[Note: Contains some relatively minor plot spoilers.]
I’m obsessed with the Silent Hill 2. It had me right from the premise. In it, a man named James Sunderland lost his beloved wife Mary to illness two years ago–or at least that’s what he thinks until he gets a letter from her. The letter asks him to meet Mary in their “special place.” That place is the town of Silent Hill, and James goes there to find her.
Visiting Silent Hill is like a trip through James’s subconscious. While the series’ games in general reflect the mindset of their main characters, I don’t think the others take it as far or make it nearly as intimate as Silent Hill 2 does. Everything–and I do mean pretty much everything from the setting to the monsters to the actions of other characters–builds on the central mysteries of not only what happened to Mary, but what goes on in James’s head and who he really is.
A common feature of Silent Hill games is how the protagonist’s thoughts and fears are manifest in the monsters. Nearly all James’s enemies are at least vaguely feminine, drawing on James’s feelings towards women and/or towards his wife during her terminal illness. For example, the very first enemy is a shambling, acid-spewing horror literally trapped in its own skin. It’s easy to draw a parallel between it and Mary, who couldn’t escape her own suffering or the gruesome physical toll that her disease took on her body. Even if James wanted to, he can’t get near the thing. If he does, it just sprays him with poison. Much like how, as we later find out, dying Mary lashed out at James whenever he showed her kindness.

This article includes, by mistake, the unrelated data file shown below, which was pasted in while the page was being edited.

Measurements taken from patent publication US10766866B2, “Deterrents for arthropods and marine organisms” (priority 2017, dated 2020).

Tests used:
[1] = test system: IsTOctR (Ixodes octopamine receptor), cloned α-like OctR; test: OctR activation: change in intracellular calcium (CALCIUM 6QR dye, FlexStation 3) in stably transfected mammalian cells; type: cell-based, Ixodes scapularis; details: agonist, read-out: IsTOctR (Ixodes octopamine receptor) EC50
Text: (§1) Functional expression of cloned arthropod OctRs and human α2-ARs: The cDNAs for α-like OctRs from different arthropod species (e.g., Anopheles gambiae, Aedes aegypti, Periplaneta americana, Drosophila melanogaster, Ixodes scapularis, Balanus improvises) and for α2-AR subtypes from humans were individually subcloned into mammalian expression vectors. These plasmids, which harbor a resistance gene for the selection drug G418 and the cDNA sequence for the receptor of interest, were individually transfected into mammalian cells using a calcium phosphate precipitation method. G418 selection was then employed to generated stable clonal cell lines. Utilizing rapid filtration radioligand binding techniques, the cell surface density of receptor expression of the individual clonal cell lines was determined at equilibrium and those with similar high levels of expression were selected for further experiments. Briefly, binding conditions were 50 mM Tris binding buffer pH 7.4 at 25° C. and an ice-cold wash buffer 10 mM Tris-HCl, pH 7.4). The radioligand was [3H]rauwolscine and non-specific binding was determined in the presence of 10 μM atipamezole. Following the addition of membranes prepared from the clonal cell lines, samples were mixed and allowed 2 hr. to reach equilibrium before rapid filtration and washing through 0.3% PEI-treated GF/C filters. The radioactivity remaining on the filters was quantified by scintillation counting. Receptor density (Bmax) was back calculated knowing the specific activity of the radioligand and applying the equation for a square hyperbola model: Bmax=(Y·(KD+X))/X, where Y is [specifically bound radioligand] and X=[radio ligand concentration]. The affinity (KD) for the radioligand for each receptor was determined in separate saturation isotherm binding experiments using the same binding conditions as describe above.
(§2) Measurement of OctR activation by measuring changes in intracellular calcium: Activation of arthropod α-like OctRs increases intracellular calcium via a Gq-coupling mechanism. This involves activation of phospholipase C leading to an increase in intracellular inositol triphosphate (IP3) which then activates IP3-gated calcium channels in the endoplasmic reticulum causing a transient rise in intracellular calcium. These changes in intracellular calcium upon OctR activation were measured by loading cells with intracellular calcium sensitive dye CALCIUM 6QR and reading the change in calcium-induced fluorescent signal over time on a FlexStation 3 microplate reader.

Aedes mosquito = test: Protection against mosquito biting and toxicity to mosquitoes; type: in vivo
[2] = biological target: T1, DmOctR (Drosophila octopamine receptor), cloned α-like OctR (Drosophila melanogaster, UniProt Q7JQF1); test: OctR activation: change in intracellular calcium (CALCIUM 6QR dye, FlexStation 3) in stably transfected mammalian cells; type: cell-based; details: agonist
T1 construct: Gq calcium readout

Other monsters have clear sexual overtones, which could mean several things. Maybe James has issues with women and finds them all repulsive on some level; maybe he’s the type that sees women only in terms of sex. It’s also downright probable that during Mary’s long illness, James wasn’t getting any and was really frustrated, which could readily tie in with the other explanations–or exist all on its own with a heaping side order of guilt.
The only distinctly male entity is the mysterious Pyramid Head, who made his debut in this game. I’m guessing most of the gaming world knows about his “hobbies,” but let’s just say he lends credence to the idea that James is 1)really, really frustrated and 2)either, deep down, a horrible person or a generally decent one who’s frightened of his own impulses and sees them as something monstrous.
You might’ve noticed a pattern here: when it comes to explaining James’s psyche as shown through Silent Hill, there’s rarely just one angle. Even James himself seems unsure since right at the beginning, he studies his own reflection like he’s looking at a stranger, and each of the game’s many endings reveals a somewhat different persona. It’s left mostly up to the player to determine who James is and how they prefer to see him.
As for things like graphics, for me, it’s just not that important. The game looks fine for what it is and has some really interesting, grotesque-looking monsters, but even for a PS2 game, it’s not the sort of thing to make you scream “OMG GRAPHICSGASM!” The music and the sound design rank higher on my priority scale; I think that’s what lends the most to the creepier gameplay moments as well as providing the proper mood for dramatic cutscenes. A second, third or fourth playthrough can reveal how brilliantly Silent Hill 2′s soundtrack ties certain themes together. Seasoned players who have seen a few endings and the darkest ending in particular may want to note the reprises. They seem to draw a parallel between James and someone else.
If you haven’t played Silent Hill 2 before, I highly recommend it. Not for the fancy graphics (which it doesn’t have) or even the music and sound design (which are excellent), but for a mature, unusual story that really makes you think and may make you question, “What would I do in James’s place?”
Oh, and if you want to know what I think of James, I’d call him a fairly normal guy who wound up dealing with terrible issues he wasn’t prepared to face. The ending that suits him best, I think, is the one that seems kind of inevitable… albeit not very happy.
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